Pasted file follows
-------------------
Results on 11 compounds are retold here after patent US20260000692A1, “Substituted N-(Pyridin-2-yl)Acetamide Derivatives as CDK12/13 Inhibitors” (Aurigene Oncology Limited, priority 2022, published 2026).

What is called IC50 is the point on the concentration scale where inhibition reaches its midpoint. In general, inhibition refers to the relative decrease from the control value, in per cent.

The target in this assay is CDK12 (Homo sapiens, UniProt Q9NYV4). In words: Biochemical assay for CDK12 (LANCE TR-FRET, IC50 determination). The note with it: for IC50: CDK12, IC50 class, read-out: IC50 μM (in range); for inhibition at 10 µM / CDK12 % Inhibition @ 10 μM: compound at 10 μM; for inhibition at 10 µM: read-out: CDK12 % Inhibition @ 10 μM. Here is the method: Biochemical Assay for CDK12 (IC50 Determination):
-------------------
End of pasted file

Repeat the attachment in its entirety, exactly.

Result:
Results on 11 compounds are retold here after patent US20260000692A1, “Substituted N-(Pyridin-2-yl)Acetamide Derivatives as CDK12/13 Inhibitors” (Aurigene Oncology Limited, priority 2022, published 2026).

What is called IC50 is the point on the concentration scale where inhibition reaches its midpoint. In general, inhibition refers to the relative decrease from the control value, in per cent.

The target in this assay is CDK12 (Homo sapiens, UniProt Q9NYV4). In words: Biochemical assay for CDK12 (LANCE TR-FRET, IC50 determination). The note with it: for IC50: CDK12, IC50 class, read-out: IC50 μM (in range); for inhibition at 10 µM / CDK12 % Inhibition @ 10 μM: compound at 10 μM; for inhibition at 10 µM: read-out: CDK12 % Inhibition @ 10 μM. Here is the method: Biochemical Assay for CDK12 (IC50 Determination):